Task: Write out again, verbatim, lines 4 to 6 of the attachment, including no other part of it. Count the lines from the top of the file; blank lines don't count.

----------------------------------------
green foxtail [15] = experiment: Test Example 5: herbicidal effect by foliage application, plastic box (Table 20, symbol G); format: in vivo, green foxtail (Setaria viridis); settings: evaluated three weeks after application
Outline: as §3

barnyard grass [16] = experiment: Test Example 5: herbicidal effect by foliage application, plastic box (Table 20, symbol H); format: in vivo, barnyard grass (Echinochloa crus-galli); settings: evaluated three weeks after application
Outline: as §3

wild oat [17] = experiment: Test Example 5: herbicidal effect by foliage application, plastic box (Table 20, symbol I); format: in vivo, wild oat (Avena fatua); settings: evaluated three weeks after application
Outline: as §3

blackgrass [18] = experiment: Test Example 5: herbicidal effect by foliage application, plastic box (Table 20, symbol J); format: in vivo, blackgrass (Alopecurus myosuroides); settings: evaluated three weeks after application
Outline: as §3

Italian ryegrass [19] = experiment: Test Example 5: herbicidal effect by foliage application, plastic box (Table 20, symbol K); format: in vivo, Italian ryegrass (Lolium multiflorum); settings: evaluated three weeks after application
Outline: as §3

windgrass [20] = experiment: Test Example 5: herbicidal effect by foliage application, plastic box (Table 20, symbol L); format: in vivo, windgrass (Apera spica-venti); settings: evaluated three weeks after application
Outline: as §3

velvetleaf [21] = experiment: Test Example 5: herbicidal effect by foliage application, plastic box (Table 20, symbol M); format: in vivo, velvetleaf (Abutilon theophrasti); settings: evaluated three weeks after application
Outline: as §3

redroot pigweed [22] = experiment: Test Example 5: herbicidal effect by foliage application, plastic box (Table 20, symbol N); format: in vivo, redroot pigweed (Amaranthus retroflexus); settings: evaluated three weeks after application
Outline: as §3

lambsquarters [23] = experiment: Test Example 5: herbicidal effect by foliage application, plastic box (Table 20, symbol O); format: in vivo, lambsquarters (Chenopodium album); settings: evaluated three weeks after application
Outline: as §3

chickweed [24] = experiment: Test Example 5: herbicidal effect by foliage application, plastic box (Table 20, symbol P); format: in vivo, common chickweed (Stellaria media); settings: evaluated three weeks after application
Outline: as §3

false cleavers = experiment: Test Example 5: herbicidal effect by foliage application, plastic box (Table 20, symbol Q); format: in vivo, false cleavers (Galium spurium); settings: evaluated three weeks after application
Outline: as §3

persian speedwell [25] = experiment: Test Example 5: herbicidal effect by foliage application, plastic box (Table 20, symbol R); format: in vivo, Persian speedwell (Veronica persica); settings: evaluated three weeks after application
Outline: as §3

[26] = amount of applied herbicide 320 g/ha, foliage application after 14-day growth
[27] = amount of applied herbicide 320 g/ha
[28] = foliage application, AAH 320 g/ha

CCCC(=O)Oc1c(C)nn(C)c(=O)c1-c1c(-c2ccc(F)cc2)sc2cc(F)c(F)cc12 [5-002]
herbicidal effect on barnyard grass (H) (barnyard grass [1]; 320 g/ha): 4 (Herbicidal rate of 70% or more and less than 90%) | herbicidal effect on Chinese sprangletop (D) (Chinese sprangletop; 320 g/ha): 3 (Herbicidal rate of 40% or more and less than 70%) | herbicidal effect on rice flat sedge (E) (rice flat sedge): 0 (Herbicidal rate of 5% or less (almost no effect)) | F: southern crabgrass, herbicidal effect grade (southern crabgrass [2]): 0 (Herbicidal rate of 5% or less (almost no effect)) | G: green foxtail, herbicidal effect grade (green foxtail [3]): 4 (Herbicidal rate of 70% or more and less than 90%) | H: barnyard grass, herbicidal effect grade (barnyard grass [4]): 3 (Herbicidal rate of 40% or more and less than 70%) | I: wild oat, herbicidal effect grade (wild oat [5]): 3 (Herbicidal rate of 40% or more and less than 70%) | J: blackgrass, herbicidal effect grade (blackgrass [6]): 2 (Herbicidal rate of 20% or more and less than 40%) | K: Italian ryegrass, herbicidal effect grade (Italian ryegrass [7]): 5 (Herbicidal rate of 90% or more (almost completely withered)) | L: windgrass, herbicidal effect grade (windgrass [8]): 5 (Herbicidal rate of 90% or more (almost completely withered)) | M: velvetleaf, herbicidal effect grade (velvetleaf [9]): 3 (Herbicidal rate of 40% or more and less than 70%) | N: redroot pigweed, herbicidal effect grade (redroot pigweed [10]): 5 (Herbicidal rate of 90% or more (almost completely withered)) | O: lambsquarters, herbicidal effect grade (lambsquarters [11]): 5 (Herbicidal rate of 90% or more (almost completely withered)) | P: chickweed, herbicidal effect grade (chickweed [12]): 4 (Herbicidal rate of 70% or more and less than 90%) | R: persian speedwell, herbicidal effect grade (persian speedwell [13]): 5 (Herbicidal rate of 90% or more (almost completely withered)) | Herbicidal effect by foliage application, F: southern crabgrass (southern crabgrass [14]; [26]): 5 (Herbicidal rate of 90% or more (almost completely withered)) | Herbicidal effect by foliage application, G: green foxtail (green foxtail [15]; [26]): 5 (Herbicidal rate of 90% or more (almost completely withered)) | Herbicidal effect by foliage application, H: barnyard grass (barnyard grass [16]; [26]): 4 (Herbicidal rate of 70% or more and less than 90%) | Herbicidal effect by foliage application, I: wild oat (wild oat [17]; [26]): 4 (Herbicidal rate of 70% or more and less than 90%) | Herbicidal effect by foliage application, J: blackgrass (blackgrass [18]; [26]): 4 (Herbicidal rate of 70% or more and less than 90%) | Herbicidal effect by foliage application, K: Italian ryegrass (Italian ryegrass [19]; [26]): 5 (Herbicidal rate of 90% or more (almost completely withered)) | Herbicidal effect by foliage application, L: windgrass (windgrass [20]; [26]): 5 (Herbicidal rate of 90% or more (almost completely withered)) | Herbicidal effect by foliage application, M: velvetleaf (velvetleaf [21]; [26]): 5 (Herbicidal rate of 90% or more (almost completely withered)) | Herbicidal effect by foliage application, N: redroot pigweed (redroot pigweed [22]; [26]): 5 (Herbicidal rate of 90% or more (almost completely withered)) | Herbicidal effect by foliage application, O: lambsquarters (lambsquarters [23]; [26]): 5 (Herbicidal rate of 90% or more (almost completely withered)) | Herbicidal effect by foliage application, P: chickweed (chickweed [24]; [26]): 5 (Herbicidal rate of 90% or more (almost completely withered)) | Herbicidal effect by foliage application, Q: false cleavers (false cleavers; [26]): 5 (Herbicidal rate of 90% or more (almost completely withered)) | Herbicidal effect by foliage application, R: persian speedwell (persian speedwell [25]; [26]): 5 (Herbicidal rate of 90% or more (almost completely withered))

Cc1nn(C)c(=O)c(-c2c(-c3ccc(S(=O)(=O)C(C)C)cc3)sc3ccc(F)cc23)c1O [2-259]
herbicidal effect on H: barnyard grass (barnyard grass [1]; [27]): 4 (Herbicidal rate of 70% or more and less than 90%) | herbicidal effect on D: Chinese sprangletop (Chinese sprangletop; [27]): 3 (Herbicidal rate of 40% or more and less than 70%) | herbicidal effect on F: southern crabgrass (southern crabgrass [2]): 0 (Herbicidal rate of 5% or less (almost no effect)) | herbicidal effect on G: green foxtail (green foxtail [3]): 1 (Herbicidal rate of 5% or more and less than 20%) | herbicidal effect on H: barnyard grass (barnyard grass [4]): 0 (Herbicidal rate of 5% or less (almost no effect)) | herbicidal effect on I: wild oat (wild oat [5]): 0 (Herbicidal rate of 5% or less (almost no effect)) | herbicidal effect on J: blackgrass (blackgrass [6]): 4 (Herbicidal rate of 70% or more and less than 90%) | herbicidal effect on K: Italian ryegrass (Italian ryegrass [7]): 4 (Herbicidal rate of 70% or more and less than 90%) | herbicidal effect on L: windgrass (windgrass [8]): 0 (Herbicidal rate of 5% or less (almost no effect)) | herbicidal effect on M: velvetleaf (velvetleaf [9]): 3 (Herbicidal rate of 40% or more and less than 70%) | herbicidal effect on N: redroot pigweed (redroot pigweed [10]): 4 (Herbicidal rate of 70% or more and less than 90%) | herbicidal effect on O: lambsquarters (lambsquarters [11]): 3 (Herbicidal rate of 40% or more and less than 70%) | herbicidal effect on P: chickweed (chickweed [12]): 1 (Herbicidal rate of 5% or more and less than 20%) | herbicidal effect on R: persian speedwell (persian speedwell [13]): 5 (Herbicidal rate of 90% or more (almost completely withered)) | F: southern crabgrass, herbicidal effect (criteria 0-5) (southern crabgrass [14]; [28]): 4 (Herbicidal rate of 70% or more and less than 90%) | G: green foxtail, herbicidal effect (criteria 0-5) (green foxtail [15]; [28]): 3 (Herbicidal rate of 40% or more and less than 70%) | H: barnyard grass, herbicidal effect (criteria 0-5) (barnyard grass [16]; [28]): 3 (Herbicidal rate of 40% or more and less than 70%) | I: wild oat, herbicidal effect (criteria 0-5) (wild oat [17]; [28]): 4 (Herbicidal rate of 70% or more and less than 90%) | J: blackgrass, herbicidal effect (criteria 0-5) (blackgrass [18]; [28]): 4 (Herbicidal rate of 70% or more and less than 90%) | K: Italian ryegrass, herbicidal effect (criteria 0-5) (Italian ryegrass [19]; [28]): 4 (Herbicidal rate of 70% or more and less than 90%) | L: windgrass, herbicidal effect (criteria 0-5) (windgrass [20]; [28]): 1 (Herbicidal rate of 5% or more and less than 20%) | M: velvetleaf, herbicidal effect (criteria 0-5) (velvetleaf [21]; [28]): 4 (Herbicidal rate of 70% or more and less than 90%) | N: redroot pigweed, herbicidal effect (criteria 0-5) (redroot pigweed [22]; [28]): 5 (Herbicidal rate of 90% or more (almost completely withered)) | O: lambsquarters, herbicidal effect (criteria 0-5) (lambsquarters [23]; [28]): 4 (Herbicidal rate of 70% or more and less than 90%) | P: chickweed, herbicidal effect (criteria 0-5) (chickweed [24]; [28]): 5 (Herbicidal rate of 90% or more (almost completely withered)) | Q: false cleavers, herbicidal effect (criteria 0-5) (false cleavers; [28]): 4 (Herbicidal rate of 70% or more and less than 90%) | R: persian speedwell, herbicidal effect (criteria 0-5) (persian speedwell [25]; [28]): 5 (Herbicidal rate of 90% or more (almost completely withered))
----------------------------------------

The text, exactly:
Outline: as §3

wild oat [17] = experiment: Test Example 5: herbicidal effect by foliage application, plastic box (Table 20, symbol I); format: in vivo, wild oat (Avena fatua); settings: evaluated three weeks after application
Outline: as §3